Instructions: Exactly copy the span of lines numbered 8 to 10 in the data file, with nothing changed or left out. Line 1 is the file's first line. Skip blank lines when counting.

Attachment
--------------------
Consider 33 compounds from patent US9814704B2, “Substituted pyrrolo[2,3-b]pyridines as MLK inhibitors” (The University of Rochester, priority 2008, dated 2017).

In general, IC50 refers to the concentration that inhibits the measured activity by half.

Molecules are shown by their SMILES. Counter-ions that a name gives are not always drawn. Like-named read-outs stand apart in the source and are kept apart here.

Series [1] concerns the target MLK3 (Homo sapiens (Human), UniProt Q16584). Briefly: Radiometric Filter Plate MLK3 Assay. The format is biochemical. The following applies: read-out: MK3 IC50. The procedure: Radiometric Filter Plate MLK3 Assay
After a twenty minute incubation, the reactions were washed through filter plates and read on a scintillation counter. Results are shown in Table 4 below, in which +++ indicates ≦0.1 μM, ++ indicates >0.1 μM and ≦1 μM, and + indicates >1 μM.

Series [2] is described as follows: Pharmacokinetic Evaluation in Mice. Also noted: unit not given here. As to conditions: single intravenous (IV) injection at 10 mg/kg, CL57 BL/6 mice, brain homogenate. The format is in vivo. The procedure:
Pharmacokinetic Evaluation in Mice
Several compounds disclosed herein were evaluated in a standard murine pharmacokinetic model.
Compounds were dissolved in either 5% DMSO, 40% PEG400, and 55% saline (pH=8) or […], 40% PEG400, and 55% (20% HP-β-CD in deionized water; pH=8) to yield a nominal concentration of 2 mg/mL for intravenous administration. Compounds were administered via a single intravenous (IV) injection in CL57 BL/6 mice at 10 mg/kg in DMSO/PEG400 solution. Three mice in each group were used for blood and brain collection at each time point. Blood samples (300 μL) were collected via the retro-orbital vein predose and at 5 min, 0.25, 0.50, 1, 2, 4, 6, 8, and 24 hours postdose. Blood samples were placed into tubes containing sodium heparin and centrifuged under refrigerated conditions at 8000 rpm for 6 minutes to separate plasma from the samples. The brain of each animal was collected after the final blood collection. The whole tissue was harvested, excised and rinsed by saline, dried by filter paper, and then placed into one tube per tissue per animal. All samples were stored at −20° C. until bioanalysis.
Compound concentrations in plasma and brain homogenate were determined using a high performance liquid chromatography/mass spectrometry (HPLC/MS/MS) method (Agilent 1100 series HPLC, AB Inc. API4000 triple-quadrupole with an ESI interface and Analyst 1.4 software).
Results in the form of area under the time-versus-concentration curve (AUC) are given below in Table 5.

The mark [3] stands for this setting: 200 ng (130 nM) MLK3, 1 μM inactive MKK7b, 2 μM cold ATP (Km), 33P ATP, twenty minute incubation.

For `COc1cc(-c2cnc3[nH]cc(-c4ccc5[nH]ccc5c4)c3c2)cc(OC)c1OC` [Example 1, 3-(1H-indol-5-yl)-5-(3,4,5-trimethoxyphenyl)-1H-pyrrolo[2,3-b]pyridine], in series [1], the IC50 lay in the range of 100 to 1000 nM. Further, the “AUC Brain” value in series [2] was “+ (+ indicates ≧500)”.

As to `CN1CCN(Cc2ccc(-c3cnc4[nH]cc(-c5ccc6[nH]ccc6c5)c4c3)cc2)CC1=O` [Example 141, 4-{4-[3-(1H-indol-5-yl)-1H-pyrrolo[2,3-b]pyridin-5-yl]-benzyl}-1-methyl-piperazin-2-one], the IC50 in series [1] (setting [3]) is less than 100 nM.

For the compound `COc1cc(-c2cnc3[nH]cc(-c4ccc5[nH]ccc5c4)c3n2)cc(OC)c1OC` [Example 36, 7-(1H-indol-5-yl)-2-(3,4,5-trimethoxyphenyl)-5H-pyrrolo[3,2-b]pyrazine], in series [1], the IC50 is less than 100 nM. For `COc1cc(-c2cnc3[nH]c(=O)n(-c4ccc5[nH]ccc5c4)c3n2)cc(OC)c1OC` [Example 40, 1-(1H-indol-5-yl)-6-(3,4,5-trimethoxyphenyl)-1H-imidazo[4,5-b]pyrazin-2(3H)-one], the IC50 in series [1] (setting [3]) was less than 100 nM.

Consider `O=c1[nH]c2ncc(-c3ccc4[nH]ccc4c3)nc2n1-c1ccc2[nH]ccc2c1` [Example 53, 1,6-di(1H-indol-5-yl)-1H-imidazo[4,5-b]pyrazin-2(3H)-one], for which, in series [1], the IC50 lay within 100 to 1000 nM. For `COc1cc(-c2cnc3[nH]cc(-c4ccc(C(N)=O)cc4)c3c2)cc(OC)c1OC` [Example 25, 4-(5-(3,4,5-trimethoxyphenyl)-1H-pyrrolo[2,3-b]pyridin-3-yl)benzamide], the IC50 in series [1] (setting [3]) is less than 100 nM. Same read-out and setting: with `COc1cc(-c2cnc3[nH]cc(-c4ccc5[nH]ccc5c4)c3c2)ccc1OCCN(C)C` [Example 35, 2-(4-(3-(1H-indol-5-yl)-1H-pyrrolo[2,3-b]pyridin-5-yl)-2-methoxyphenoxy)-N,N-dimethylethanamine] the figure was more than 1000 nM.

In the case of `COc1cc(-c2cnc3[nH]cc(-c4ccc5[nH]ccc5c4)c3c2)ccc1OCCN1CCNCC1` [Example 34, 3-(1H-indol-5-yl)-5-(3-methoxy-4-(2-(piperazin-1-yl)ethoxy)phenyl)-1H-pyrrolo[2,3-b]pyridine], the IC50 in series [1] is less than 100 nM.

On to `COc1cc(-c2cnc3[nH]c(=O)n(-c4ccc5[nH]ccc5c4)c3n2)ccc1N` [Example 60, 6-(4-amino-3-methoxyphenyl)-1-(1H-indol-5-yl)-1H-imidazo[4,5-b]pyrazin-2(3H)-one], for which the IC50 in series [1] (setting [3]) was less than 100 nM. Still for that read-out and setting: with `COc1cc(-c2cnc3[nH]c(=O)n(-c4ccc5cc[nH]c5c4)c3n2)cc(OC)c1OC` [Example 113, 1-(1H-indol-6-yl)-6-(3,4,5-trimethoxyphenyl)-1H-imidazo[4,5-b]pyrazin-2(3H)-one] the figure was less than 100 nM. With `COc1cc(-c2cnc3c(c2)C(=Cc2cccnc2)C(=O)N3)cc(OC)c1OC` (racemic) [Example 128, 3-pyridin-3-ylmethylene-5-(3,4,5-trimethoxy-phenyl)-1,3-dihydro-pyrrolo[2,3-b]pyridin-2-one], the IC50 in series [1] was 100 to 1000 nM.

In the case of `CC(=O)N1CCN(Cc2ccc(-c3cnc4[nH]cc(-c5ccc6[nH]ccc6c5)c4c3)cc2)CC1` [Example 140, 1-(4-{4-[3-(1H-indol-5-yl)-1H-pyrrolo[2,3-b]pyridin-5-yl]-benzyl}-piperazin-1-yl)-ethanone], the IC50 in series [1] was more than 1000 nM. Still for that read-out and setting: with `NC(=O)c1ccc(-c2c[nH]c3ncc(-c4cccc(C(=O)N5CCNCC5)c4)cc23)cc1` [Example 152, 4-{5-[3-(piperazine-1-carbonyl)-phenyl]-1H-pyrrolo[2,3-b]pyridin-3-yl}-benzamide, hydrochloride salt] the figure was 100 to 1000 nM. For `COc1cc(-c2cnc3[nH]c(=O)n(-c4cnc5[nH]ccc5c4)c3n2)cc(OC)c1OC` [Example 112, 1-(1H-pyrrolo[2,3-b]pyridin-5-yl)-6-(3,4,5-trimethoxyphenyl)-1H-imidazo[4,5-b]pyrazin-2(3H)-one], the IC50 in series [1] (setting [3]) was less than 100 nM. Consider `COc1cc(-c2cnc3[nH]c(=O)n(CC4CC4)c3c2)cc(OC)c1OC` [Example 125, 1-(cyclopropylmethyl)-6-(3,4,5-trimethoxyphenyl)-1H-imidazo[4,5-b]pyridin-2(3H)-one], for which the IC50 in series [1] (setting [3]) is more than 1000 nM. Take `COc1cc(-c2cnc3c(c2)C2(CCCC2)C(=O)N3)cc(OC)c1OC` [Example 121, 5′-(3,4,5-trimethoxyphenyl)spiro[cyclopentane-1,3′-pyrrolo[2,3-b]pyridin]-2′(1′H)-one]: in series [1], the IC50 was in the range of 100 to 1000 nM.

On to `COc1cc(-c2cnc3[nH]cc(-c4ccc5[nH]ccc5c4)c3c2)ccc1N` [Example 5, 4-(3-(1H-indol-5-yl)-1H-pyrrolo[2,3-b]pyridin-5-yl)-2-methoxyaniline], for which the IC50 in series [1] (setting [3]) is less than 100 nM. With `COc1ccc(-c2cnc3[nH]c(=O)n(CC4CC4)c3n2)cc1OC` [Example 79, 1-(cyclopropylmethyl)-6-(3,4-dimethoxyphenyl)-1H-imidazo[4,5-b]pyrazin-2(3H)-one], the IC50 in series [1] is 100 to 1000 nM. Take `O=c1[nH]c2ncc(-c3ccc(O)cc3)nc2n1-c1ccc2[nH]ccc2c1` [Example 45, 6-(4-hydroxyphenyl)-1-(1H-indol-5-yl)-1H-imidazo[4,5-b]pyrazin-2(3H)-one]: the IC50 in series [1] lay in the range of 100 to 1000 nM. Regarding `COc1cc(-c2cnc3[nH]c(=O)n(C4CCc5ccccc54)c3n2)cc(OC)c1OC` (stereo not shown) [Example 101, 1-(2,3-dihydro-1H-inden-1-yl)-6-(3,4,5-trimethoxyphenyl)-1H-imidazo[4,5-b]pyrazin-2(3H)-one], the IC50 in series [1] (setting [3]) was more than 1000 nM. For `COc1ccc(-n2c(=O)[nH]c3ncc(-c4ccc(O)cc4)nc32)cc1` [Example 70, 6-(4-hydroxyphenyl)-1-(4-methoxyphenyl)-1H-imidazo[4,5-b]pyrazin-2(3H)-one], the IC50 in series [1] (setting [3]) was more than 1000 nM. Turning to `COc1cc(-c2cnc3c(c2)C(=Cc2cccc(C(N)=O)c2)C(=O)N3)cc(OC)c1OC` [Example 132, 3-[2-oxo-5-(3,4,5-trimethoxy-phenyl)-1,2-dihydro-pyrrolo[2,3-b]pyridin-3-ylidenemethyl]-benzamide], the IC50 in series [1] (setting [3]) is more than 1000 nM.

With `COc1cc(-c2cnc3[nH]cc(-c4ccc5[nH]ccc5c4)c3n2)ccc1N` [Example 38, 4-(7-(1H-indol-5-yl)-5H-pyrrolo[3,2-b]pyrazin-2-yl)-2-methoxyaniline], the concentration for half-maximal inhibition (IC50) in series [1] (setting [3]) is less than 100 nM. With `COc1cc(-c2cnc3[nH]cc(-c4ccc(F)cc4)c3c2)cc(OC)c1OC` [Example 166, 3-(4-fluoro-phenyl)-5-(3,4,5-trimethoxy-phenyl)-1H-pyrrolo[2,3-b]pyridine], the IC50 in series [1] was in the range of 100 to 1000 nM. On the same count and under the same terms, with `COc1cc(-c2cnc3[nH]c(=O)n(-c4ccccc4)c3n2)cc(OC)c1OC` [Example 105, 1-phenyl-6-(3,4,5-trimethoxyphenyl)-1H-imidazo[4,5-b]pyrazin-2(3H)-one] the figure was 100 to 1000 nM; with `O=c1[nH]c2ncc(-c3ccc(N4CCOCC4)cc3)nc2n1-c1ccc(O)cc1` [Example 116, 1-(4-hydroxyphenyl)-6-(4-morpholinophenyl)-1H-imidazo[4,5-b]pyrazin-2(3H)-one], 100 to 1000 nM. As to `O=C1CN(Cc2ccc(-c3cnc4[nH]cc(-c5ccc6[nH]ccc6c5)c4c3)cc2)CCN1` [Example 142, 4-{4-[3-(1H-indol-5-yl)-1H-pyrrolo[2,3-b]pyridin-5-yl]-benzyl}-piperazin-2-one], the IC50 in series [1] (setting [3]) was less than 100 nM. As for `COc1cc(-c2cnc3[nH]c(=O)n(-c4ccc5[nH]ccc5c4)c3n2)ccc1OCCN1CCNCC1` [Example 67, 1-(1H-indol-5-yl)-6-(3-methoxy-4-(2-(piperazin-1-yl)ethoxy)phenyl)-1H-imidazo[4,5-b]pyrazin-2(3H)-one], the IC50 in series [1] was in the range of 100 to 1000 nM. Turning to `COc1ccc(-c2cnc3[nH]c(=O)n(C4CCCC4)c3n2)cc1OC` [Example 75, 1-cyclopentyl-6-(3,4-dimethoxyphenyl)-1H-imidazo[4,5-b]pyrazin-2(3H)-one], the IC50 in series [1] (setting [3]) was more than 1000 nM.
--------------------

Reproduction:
Several compounds disclosed herein were evaluated in a standard murine pharmacokinetic model.
Compounds were dissolved in either 5% DMSO, 40% PEG400, and 55% saline (pH=8) or […], 40% PEG400, and 55% (20% HP-β-CD in deionized water; pH=8) to yield a nominal concentration of 2 mg/mL for intravenous administration. Compounds were administered via a single intravenous (IV) injection in CL57 BL/6 mice at 10 mg/kg in DMSO/PEG400 solution. Three mice in each group were used for blood and brain collection at each time point. Blood samples (300 μL) were collected via the retro-orbital vein predose and at 5 min, 0.25, 0.50, 1, 2, 4, 6, 8, and 24 hours postdose. Blood samples were placed into tubes containing sodium heparin and centrifuged under refrigerated conditions at 8000 rpm for 6 minutes to separate plasma from the samples. The brain of each animal was collected after the final blood collection. The whole tissue was harvested, excised and rinsed by saline, dried by filter paper, and then placed into one tube per tissue per animal. All samples were stored at −20° C. until bioanalysis.
Compound concentrations in plasma and brain homogenate were determined using a high performance liquid chromatography/mass spectrometry (HPLC/MS/MS) method (Agilent 1100 series HPLC, AB Inc. API4000 triple-quadrupole with an ESI interface and Analyst 1.4 software).